During his time with the Nexus, an elite group of international spies sworn to stop Napoleon Bonaparte’s conquering tempest across Europe, he had learned many things, often the hard way. But the one lesson he would never forget was that one can never know another’s true heart. A beautiful face could be a mask for the blackest soul, and the most horrific mien could provide protection for the purest heart. Worst of all, most people were not wholly evil or wholly good, but something infinitely more dangerous—a little of both.
Sebastian glanced between the two men who had been friends since childhood, men he had helped raise, train, mold. Helsford, silent and thoughtful; Danforth, a volatile mix of passions. Both lethal when the moment called for such actions. The only one missing from this reunion was Cora deBeau, Danforth’s sister and one of Sebastian’s best intelligence gatherers.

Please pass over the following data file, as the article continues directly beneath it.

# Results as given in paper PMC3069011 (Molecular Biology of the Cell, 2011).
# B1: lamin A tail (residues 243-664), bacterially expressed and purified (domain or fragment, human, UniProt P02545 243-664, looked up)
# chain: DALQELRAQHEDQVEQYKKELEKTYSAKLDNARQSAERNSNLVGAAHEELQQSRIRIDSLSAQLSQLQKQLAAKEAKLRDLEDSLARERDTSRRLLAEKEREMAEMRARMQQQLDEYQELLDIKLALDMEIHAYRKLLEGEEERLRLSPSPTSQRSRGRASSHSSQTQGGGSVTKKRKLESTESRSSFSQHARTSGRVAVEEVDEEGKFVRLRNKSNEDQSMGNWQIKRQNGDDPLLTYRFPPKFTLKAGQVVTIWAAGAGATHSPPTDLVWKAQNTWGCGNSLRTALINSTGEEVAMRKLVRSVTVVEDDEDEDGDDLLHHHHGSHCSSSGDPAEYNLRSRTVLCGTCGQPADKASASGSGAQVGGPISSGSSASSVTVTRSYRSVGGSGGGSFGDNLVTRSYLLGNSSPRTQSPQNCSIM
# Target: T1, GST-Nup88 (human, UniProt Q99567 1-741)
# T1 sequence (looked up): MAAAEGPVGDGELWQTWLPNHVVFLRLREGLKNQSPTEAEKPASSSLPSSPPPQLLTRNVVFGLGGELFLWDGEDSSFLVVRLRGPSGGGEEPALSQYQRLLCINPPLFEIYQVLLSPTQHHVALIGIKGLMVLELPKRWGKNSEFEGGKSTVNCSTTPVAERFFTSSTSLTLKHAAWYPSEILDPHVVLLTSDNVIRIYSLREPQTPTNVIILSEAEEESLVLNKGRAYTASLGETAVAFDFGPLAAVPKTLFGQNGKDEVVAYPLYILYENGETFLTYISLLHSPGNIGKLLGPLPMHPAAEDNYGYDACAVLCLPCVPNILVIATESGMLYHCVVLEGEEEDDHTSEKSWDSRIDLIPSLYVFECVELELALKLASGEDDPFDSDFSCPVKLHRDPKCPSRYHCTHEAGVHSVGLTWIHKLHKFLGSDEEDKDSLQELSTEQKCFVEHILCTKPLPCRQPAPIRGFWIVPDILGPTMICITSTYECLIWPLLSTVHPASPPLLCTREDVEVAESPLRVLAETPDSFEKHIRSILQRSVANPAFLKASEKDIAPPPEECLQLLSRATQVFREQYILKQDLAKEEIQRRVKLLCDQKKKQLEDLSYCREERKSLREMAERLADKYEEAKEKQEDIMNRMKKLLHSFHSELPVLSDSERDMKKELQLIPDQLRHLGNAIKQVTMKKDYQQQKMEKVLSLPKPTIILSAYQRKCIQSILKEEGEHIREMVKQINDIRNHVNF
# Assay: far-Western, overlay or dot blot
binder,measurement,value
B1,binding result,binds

Over the years, he had wondered what their lives would have been like had Ethan and Cora’s parents not been murdered. The incident had set off a chain of events that turned the trio of friends into the brilliant spies they were today. Many thought Lord and Lady Danforth’s deaths resulted from an interrupted theft, but those close to the family knew otherwise.
Predicting the coming storm between England and France, his mentor, Roland deBeau, the late Viscount Danforth, had begun introducing unusual skill-sets to his two children to test their interest and aptitude. Of the deBeau children, Cora had always been the most focused, the most levelheaded. Those qualities, and many more, had made her an excellent pupil.